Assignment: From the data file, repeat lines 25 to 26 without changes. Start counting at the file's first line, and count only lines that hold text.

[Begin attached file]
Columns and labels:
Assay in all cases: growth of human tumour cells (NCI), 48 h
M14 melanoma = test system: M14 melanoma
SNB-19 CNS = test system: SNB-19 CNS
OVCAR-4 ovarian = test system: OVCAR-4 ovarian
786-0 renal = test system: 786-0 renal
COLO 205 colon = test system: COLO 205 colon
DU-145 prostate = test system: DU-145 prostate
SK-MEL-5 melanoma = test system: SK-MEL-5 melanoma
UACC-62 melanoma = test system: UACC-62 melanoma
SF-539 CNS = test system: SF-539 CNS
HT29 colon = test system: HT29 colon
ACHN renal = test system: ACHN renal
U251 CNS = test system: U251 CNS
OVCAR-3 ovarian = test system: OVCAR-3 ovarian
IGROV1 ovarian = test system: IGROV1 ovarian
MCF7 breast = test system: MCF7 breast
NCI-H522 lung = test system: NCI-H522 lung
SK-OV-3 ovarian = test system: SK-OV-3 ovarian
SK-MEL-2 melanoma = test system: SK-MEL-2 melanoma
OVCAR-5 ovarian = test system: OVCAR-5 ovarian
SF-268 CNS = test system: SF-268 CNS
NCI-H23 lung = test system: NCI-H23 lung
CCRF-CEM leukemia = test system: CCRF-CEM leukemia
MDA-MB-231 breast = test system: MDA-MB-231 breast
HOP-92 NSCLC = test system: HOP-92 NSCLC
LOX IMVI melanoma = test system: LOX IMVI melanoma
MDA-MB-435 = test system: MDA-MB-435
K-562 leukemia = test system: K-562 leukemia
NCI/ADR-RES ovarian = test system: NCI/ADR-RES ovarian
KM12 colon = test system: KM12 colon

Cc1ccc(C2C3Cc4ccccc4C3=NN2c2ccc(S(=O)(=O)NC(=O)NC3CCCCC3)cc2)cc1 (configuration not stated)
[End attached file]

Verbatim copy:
MDA-MB-231 breast = test system: MDA-MB-231 breast
HOP-92 NSCLC = test system: HOP-92 NSCLC